ALSO: work is shifting from being like school to being like college / new podcast
Thanks for another insightful edition. One of the things I find frustratingly lacking in a lot of the conversations around remote work and WFH is the impact that the pandemic had at the start (in a positive way) on disabled people who were unable to work in the office, and how this rolling back of WFH provisions is bringing back some of the issues so many people were pushing against for so long.
I worked at the BBC (I went to one of your lunchtime talks!) and was almost entirely fully remote before the pandemic. I found it emotionally very challenging and although was really lucky with my team, I still felt like I was missing out. When everything suddenly went remote I felt, for the first time in years, like I wasn't alone. Like I could connect and be part of things.
I'd been forced into offices in previous roles I'd done (for work that could be entirely remote), eventually getting too unwell to work at all for periods of time. And I wonder whether we're going back to excluding people from the workforce who could work, even a little bit, if the benefits of this flexibility was recognised.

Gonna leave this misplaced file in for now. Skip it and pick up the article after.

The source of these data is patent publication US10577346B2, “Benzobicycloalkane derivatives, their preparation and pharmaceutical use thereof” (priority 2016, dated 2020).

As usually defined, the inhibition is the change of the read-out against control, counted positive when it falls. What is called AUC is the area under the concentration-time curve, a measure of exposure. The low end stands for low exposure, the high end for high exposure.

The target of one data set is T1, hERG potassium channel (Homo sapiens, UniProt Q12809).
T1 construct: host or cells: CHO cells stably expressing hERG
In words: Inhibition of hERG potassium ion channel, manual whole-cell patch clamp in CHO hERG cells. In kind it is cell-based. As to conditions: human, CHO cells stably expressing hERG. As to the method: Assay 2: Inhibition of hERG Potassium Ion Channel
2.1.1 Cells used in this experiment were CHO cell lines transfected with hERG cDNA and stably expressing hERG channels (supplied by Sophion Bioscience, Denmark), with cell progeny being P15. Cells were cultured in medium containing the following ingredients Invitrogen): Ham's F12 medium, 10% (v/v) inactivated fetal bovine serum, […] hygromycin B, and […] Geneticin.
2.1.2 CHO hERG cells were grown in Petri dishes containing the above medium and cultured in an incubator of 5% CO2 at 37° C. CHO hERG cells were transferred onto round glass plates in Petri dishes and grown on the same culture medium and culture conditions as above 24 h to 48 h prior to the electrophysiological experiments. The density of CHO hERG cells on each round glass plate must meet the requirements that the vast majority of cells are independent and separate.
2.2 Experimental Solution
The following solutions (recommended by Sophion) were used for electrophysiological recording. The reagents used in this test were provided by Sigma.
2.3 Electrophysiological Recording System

Of course, this is not the case for everybody, but there are so many people with health issues who could work if given more flexible options, people who are carers who need that extra time they'd otherwise spend commuting, etc.
I know of people who finally felt able to participate only to have that taken away from them in a push to "get back to normal", businesses that are offering lower salaries to those who want to work fully remote (I wonder if this is discrimination if that full remote is not a choice but a medical need?) and all sorts of other things that are making the job market inaccessible again.
I don't know the answers, but it's something I've been thinking a lot about recently.